We than had talks from seventeen selected speakers, showcasing the great diversity of questions in evolutionary biology that can be addressed using genomic tools. One strong theme of the meeting was population genetics and ecological adaptation. Talks in this area covered study systems ranging from stick insects to killer whales, and were also diverse in terms of the types of genetic variation described as well as the forces shaping that variation. Another topic addressed by multiple speakers was the evolution of pathogens and their hosts, which included talks revealing the influence of pathogens on our own evolution. Other topics covered included the dynamics of mitochondrial transmission and the role of gene regulatory changes in cancer.
The prize for the best talk, as voted for by the participants, was shared by Samuel Lewis and John Welch, both from the University of Cambridge, who spoke respectively about the evolution of piRNAs in arthropods, and how Fisher’s geometric model can explain a variety of patterns observed in speciation. We also invited poster submissions from those who were not offered a talk slot. The best poster prize went to Lara Urban from the European Bioinformatics Institute, whose poster described a citizen science effort to track the microbiome and pathogen landscape of the river Cam in Cambridge.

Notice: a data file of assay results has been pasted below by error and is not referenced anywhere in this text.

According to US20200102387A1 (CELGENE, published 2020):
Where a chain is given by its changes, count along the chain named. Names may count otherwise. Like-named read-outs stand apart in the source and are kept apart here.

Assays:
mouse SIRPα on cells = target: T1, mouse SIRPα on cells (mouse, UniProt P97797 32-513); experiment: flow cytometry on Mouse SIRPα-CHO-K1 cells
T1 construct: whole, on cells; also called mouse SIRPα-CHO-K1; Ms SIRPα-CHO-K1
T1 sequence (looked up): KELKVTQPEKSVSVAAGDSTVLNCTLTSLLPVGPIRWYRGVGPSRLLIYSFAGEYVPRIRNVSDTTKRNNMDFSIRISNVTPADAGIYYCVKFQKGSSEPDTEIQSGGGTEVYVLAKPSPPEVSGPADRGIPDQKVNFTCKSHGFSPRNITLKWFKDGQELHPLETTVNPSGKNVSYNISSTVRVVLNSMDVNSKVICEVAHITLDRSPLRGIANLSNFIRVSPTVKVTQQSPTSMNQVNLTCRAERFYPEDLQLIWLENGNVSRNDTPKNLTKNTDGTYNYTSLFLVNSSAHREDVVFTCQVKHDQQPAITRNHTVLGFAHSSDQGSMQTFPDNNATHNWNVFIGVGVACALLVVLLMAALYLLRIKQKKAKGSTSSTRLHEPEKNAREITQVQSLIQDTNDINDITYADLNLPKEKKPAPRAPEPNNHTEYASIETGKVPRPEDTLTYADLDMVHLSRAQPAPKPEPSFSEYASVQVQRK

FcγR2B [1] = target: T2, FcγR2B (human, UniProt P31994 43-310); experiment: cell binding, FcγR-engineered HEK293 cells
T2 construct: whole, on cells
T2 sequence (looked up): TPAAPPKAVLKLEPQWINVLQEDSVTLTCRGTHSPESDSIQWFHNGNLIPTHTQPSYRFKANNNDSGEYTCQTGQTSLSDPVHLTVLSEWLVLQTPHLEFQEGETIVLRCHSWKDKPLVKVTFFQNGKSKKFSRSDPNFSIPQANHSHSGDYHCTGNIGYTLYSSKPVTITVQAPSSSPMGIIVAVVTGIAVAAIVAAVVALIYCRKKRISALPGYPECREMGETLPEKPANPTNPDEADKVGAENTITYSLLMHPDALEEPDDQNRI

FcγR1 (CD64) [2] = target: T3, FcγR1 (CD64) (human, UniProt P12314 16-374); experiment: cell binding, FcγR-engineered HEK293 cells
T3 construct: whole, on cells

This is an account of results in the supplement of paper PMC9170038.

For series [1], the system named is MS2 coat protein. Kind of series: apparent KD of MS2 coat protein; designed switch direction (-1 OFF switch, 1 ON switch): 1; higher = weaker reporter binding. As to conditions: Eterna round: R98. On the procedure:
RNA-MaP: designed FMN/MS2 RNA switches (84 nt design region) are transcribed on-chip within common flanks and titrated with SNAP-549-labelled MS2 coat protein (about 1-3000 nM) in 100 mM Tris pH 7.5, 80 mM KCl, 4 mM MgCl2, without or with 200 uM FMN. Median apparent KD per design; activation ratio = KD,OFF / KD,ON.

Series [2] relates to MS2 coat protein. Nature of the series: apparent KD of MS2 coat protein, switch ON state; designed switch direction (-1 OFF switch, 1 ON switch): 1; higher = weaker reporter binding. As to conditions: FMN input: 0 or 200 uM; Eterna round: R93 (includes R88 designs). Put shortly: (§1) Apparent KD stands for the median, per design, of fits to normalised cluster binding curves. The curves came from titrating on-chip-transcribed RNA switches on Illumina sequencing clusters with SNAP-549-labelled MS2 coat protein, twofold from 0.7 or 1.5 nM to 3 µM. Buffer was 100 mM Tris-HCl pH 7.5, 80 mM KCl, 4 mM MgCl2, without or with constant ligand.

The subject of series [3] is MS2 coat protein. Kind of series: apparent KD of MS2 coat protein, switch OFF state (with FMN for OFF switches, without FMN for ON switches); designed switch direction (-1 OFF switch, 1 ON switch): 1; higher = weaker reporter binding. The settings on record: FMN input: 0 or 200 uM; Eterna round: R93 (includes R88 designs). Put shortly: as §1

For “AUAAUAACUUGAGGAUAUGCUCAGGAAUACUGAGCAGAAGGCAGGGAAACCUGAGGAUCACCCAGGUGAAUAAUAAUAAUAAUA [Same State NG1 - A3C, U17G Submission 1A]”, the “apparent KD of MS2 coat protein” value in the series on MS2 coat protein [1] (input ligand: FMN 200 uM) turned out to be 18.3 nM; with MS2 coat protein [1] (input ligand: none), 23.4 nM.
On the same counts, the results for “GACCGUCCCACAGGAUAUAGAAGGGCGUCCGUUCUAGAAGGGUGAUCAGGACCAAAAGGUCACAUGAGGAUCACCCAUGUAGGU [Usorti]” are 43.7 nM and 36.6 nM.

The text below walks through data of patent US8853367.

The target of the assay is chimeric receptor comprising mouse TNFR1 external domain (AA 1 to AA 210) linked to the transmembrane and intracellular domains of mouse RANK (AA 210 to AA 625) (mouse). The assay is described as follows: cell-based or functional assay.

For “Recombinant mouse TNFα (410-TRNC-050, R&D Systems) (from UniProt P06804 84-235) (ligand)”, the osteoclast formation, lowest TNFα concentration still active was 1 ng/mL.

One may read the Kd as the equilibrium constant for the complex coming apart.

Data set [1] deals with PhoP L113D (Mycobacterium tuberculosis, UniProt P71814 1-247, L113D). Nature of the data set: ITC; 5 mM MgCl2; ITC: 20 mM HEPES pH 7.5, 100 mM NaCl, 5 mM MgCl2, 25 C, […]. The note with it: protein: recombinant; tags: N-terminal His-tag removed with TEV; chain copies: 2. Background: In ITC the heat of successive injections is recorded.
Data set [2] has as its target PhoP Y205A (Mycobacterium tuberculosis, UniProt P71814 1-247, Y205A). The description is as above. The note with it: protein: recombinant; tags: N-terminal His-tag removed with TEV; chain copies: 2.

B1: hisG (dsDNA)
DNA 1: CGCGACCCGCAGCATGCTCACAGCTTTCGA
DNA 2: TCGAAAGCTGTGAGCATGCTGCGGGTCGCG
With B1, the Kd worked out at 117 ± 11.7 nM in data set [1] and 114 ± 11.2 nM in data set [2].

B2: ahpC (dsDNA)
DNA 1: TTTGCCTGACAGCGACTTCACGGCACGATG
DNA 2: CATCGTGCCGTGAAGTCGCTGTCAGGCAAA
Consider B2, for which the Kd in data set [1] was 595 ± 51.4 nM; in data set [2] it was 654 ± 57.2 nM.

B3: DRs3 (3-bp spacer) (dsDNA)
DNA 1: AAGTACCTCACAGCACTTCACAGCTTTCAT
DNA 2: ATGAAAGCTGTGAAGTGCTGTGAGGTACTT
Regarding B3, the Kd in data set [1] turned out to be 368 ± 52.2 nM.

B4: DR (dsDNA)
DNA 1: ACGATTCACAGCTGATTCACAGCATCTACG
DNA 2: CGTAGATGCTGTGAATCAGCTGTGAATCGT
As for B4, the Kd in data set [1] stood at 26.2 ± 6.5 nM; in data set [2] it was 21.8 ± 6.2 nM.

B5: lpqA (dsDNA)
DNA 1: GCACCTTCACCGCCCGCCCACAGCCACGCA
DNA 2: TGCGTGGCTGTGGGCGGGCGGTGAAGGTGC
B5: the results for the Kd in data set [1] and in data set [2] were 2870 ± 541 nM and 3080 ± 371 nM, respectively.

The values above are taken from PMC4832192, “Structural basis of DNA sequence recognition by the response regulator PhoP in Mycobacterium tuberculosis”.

As in previous years, EGGS 2018 was characterised by lively discussions that continued from the formal talks to the drinks reception and then late into the night at the pub. A number of participants spoke of the open and friendly atmosphere of the meeting, which no doubt reflects the community of evolutionary geneticists. We are grateful to the Genetics Society for supporting what has become a very important annual meeting for this community.
The EGGS 2016 event was held on the 15th of March and attracted ~ 120 attendees representing 22 different institutions. We had four invited speakers: Federica di Palma (Earlham Institute), Mary O’Connell (Leed University), Magnus Nordborg (Gregor Mendel Institute, Austria) and Eric Miska (University of Cambridge). The 2016 programme can be found here.
We had 117 participants in 2015. We had three invited speakers: Aoife McLysaght, University of Dublin, Nathan Bailey, University of St Andrews and Josephine Pemberton, University of Edinburgh. The full programme of speakers can be found here.
Read an overview of EGGS 2014 written for the Genetics Society Magazine here and the 2014 programme can be found here
The 2013 meeting is reported here. The first meeting was in 2012.